The Gold Medal White Bread recipe is one of the easiest and most reliable sandwich bread recipes I can think of. It makes a fluffy, very high rising loaf and is perfect for sandwiches of all types. I like this one because it's pretty straightforward, doesn't require any milk or starter (it's actually vegan!), and has a nice look to it.
My version is a halved version of the one from the Gold Medal flour bag, The original recipe from Gold Medal is double this. UpdateL I checked the link and they moved the original version to the Betty Crocker site.
Gold Medal White Bread Tips
- Using bread flour gives you a tighter crumb, but you can also make this bread with all-purpose flour. I always weigh the flour. 3 cups weighs about 420 grams.
- Shortening is the best choice for greasing pans, as it doesn't burn.
- Quick rising yeast does not need to be proofed. You can mix it directly with the dry ingredients.
- You can substitute honey for the sugar.
- I recently tried using olive oil in place of the shortening. It worked well.
- Give the bread plenty of time to cool so it will be easy to slice. It's even easier to slice when cold, so you may want to refrigerate it.
- If you don't need the whole loaf at once you can cut it in half and freeze the rest.
If you would prefer a wheat bread recipe, here's a link to one for Wheat and Flax Bread. It's good too.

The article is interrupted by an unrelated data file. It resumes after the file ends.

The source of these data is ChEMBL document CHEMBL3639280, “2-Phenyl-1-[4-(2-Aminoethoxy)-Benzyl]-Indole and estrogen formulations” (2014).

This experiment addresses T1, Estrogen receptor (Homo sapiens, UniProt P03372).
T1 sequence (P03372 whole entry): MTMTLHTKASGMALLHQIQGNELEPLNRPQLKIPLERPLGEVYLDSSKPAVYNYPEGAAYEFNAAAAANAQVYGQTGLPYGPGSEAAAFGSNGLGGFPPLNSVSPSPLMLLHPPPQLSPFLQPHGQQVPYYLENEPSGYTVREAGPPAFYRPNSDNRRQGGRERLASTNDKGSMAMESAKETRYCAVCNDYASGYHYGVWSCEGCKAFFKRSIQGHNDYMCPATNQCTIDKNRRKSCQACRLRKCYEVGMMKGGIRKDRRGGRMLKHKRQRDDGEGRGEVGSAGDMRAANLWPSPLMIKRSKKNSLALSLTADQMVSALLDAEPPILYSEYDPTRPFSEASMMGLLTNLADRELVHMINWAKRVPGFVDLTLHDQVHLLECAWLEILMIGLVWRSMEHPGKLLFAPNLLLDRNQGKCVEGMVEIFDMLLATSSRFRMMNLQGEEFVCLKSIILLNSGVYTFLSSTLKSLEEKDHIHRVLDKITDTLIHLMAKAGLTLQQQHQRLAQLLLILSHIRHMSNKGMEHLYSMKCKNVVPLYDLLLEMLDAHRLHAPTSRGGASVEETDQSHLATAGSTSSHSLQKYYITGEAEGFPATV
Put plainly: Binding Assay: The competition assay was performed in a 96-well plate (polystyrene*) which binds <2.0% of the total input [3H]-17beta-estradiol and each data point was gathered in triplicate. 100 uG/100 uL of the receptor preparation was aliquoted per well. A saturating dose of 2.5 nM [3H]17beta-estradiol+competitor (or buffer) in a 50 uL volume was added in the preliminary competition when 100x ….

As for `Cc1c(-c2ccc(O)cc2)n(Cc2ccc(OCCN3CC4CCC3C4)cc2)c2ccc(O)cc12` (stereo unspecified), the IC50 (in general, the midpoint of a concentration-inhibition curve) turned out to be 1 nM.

Gold Medal White Bread
- 3 to 3 ½ cups Gold Medal bread flour (or any brand) (420 grams)
- 1 ½ tablespoons sugar (20 grams)
- 1 ½ teaspoons salt
- 1 tablespoon shortening (butter and olive oil work too) (12 grams)
- 2 ¼ teaspoons quick rising yeast
- 1 cup plus 2 tablespoons very warm water 120° to 130°F
- Grease an 8 ½ by 4 ½ or a 9x5 inch pan with shortening and line with a strip of parchment paper if desired.
- In the bowl of a stand mixer, mix together 1 ¾ cup of the flour (about 240 grams), the sugar, salt, shortening and yeast. Add the water and beat with the paddle attachment until well blended, then add remaining flour about ¾ cup of a time until you have a dough that is just slightly sticky but no longer clings to the side of the pan when mixed.
- Attach dough hook and let the machine knead for about 8 minutes, adding a little extra flour if kneaded.
- Cover bowl and let rise for 45 minutes or until about doubled in bullk.
- On a pastry mat or large clean surface (use extra flour if your dough is sticky), roll or just pat the dough into a rectangle that is 9x18. Starting with the 9 inch side, roll into a cylinder, pinching down dough as you roll.
- Squash the dough a bit into a 9 inch log and plop it into the pan. Cover with greased plastic wrap and let rise for another hour or just until it is about 1 inch (in the middle) over the edge of the pan.
- Bake at 425 degrees F. for about 30 minutes. Alternatively, you can bake at 425 degrees f for the first 15 minutes, then lower the heat and bake at 375 for another 20 to 25. I like using the second method these days.
- Let cool, then carefully remove from pan and let cool completely before slicing.